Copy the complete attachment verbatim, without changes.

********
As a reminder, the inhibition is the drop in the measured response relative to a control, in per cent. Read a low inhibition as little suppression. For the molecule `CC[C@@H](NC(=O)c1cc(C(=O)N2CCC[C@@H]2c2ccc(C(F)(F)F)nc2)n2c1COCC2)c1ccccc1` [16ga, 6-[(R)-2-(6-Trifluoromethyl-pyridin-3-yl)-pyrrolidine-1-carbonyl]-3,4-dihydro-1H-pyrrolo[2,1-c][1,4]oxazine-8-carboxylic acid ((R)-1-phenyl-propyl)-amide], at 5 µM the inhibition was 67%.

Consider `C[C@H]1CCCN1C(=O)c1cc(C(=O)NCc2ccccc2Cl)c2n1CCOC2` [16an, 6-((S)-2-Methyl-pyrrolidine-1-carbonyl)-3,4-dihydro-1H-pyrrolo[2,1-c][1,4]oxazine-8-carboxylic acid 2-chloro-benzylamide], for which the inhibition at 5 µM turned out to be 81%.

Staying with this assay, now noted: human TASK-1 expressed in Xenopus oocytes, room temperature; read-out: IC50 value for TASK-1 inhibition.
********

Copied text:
As a reminder, the inhibition is the drop in the measured response relative to a control, in per cent. Read a low inhibition as little suppression. For the molecule `CC[C@@H](NC(=O)c1cc(C(=O)N2CCC[C@@H]2c2ccc(C(F)(F)F)nc2)n2c1COCC2)c1ccccc1` [16ga, 6-[(R)-2-(6-Trifluoromethyl-pyridin-3-yl)-pyrrolidine-1-carbonyl]-3,4-dihydro-1H-pyrrolo[2,1-c][1,4]oxazine-8-carboxylic acid ((R)-1-phenyl-propyl)-amide], at 5 µM the inhibition was 67%.

Consider `C[C@H]1CCCN1C(=O)c1cc(C(=O)NCc2ccccc2Cl)c2n1CCOC2` [16an, 6-((S)-2-Methyl-pyrrolidine-1-carbonyl)-3,4-dihydro-1H-pyrrolo[2,1-c][1,4]oxazine-8-carboxylic acid 2-chloro-benzylamide], for which the inhibition at 5 µM turned out to be 81%.

Staying with this assay, now noted: human TASK-1 expressed in Xenopus oocytes, room temperature; read-out: IC50 value for TASK-1 inhibition.